In his seminal work “The Emergence of Probability,” Canadian philosopher Ian Hacking examines the historical context of how concepts like probability and statistical truth have evolved. In an effort to encourage a broader perspective and challenge assumptions of our modern minds, he points out that these concepts are not an objective and inherent aspect of the natural world, but rather constructs shaped by societal and cultural changes. Hacking shows, for example, that the idea of probability arose around the 19th century in tandem with a broader cultural desire to quantify and manage uncertainty, and how it was tied to the rise of modern bureaucratic states. This underscores a shift in modern thinking towards a reliance on quantification and analysis.

Fast-forward to the 21st century, when we’ve grown accustomed to technologies like smart watches, which monitor aspects of our health, becoming integral parts of our lives. These devices reveal our comfort with the concept of being measured and quantified, as we voluntarily present ourselves to these technologies, even amid potential privacy concerns. Behind all this is a deepening trust in numbers as, perhaps, the ultimate source of truth.

This trajectory is poised to accelerate further as we become more accustomed to a life integrated with AI, which will undoubtedly enhance our capability to automate extensive measurement and analysis processes. This brings up a fascinating question: Are we neglecting the unquantifiable facets of human experience in our pursuit of measurable efficiency? What we need is a balance between quantifiable metrics and qualitative, human-centric values. After all, as the American economist W. Edwards Deming once observed, “the most important things cannot be measured.” Would you agree?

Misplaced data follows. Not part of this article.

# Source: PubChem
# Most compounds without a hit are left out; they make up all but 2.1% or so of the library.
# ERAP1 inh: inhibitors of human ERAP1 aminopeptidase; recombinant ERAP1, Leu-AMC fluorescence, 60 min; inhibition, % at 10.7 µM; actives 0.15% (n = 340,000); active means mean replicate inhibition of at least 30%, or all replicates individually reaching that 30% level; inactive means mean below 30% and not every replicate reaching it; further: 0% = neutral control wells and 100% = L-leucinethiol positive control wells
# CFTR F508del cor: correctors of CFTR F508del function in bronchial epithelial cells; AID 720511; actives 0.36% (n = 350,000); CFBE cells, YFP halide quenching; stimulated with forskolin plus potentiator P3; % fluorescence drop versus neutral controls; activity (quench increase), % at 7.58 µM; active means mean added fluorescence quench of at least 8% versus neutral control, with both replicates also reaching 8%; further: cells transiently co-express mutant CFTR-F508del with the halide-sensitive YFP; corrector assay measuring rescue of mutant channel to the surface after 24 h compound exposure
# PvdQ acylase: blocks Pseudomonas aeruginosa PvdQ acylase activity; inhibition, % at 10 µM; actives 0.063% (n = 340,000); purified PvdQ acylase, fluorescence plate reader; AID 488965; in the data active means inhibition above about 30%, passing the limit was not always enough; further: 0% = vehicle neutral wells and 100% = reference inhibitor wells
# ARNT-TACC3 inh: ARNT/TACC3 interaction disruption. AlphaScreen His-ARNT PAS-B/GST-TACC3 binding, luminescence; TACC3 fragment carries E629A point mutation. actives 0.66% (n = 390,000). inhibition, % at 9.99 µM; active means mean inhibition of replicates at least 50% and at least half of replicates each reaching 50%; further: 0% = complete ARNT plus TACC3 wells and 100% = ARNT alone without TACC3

Digital Architecture Lab (DAL) advocates for a harmonious integration of the tangible benefits of development with the less quantifiable aspects of human experience. This ethos is extensively articulated in our research paper,”Towards Henkaku,” produced by Pentagram as part of DAL’s branding strategies. This paper forms the foundation of the “digital architecture” that we, as a group, are working to define. 

Henkaku is a Japanese word that means “change radically, to make something new.” In a nutshell, it presents a new theory of change and a paradigm shift in response to the complex challenges of contemporary societies, such as climate change, economic crises, inequality, and digital transformation. DAL’s approach recognizes how complex the world’s systems are, so much so that the traditional frameworks have become inadequate in addressing the aforementioned issues. We champion a humanistic and qualitative approach to change management that is fundamentally different from the current hyper-individualistic, capitalistic value system. 

Henkaku in Action

Henkaku aims to change focus from the conventional measures of success like wealth and profit to prioritizing human flourishing, creating a paradigm shift. This shift is driven by a set of values, as illustrated in the diagram below.

A diagrammatic explanation of Henkaku’s theory of change (Source: Towards Henkaku)

The scope of this article, however, is focused on Henkaku’s application in design, and not on an exhaustive exploration of all its values. Therefore, we’re going to focus on one particular value: resisting reduction. This value advocates for a departure from oversimplified solutions and approaches. Consider this quote from <Towards Henkaku>: